“Representing the South Asian community in the creative arts is a huge, huge task. There’s so much nuance to it,” Provhat had told me during our interview together. That nuance comes across in more than just the musical lineup, which already spans everything from dance to disco — it also comes across in the selection of short films available for viewing in the Purcell Room from early afternoon until evening.

The first film to grace the screen is Skater Uktis, described as a “joyous glimpse into skateboarding through the eyes of a global Muslim girls’ skate crew”, directed by Mehek Azmathulla. The girls’ story of finding their feet  on their skateboards and in society  through their bonds with each other set the tone for the series as one of community-building, and especially of courage. Other highlights included The Dandies of Albertopoli, a visually nostalgic 16mm masterpiece spanning just seven minutes, about three young men who steal objects from the V&A museum in an attempt to repatriate them to Pakistan - until a spanner’s thrown into the works when one of the trio mistakenly takes an artifact from India. Neelu Bhuman’s FH377 hits the same notes: this side-splittingly funny, but politically engaged short film, shot in stop-motion with wood and clay figurines, tracks the moving back-and-forth between a mother and her bisexual daughter, who has just been broken up with by her girlfriend. Their conversation is interspersed by real-life footage of news reports and protests as the Supreme Court of India continually refuses to overturn Section 377 of the Indian Penal Code, which criminalises gay sex. This spurs the two women to settle their differences and spring into action  and all of this is shown in just five minutes.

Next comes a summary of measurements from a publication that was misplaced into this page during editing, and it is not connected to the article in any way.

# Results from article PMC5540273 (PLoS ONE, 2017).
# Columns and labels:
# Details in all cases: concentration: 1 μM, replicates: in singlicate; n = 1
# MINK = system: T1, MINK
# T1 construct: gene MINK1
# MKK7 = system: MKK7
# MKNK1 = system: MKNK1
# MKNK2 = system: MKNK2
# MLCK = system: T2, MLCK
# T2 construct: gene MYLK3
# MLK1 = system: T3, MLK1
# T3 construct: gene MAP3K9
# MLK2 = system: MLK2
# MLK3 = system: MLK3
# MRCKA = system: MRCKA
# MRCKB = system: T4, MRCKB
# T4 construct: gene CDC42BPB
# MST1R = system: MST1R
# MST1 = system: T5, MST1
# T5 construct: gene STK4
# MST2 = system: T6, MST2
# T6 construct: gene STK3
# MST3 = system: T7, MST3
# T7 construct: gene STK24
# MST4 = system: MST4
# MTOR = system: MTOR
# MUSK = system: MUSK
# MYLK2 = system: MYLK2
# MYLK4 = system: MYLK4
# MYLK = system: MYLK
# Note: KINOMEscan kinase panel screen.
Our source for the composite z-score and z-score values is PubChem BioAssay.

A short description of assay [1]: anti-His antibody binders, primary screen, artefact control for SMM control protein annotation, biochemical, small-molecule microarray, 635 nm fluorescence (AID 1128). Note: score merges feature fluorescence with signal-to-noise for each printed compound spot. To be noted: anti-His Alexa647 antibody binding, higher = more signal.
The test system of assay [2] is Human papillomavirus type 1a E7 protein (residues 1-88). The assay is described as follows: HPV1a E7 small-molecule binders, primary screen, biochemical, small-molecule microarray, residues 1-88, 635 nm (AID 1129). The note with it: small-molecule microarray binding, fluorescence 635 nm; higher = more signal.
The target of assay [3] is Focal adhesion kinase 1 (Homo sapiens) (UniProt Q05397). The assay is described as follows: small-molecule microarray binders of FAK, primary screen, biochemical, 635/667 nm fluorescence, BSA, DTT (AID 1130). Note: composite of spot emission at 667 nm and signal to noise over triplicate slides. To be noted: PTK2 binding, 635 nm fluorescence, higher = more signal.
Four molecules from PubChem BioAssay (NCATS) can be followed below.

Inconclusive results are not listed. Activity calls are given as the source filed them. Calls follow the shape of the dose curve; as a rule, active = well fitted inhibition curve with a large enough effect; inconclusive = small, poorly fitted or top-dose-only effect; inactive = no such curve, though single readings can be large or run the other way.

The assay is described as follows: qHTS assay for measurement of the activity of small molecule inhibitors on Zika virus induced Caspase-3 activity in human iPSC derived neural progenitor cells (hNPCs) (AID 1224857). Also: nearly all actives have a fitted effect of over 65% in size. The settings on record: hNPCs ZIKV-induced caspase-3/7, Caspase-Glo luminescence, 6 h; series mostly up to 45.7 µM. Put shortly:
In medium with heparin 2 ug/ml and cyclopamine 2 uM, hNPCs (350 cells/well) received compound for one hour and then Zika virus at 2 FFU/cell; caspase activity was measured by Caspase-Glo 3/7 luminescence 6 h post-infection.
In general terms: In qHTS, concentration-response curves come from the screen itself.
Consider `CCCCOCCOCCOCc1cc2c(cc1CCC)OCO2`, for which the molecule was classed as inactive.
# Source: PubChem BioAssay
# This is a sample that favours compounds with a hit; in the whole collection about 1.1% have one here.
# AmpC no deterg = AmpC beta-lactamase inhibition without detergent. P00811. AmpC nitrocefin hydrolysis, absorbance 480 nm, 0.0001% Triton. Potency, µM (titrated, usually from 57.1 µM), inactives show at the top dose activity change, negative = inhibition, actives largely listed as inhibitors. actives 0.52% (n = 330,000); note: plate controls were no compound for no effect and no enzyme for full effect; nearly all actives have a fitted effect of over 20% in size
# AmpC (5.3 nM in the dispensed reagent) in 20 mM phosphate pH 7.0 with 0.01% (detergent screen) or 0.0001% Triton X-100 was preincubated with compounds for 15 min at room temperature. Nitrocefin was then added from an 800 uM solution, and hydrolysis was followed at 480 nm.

Photo of Ascending: Director's Q&A by Talia Andrea

The later half of the film programme features a selection of music-oriented films, including Catchall (dir. Pranav Krishnan), documenting the history and community of the New Asian Underground in the UK and its artists, and Ascending (dir. Zoe Malhotra and Meghna Chakraborty), which showcases the monumental significance of Coachella 2023 in the global representation of South Asian musical talent. While each of these short films is highly entertaining, as Krishnan aptly states in Catchall, “Education is just as important as entertainment” when it comes to portraying South Asian talent for global audiences.

This may as well have been the theme of Dialled In’s event, through which this motto clearly shone. Whether the movies moved you emotionally, or the vinyl sets got your body moving, it’s clear that moving forward with South Asian representation is clearly the name of the game for Dialled In  but not without looking back at the past. Their Saturday event at Southbank was the ideal way to bring their takeover of the Centre to a close: in its appreciation for everyone who paved the way for South Asian artistic communities around the world to walk  or skate, or march, or dance  forward from here, heads held high.